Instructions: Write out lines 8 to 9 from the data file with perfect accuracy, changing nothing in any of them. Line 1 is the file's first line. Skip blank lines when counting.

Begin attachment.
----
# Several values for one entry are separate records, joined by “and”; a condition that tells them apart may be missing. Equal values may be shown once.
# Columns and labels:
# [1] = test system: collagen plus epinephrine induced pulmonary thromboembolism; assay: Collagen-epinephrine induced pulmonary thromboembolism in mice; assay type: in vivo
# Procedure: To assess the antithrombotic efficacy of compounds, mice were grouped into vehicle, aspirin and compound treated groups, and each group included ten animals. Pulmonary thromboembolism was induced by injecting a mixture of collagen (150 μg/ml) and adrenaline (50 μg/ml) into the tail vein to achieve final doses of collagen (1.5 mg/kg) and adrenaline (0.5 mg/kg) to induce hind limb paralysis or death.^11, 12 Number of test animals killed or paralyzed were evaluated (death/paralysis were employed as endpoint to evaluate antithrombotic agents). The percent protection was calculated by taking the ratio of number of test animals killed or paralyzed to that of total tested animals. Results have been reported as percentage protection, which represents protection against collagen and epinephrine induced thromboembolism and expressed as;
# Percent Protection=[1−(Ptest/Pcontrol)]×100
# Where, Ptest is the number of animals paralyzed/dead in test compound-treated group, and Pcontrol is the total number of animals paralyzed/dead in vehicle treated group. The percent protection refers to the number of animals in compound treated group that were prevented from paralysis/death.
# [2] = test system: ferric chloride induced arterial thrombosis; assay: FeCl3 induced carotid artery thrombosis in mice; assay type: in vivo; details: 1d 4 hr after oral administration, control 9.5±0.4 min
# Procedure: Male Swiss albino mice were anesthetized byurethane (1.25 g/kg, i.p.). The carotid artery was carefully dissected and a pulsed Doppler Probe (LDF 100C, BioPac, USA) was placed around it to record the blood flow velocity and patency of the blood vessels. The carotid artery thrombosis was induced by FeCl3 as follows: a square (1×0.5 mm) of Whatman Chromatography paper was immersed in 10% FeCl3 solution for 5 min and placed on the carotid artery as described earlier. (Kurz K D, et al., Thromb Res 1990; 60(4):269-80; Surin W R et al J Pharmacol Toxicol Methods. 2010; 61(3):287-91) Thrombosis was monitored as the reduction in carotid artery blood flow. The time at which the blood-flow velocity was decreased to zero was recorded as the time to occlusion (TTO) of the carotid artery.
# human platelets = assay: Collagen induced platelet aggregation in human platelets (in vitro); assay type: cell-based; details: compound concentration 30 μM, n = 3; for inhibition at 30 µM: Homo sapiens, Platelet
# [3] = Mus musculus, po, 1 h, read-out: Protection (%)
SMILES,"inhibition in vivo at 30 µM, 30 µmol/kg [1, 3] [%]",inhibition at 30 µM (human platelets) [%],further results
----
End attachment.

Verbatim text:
# Procedure: Male Swiss albino mice were anesthetized byurethane (1.25 g/kg, i.p.). The carotid artery was carefully dissected and a pulsed Doppler Probe (LDF 100C, BioPac, USA) was placed around it to record the blood flow velocity and patency of the blood vessels. The carotid artery thrombosis was induced by FeCl3 as follows: a square (1×0.5 mm) of Whatman Chromatography paper was immersed in 10% FeCl3 solution for 5 min and placed on the carotid artery as described earlier. (Kurz K D, et al., Thromb Res 1990; 60(4):269-80; Surin W R et al J Pharmacol Toxicol Methods. 2010; 61(3):287-91) Thrombosis was monitored as the reduction in carotid artery blood flow. The time at which the blood-flow velocity was decreased to zero was recorded as the time to occlusion (TTO) of the carotid artery.
# human platelets = assay: Collagen induced platelet aggregation in human platelets (in vitro); assay type: cell-based; details: compound concentration 30 μM, n = 3; for inhibition at 30 µM: Homo sapiens, Platelet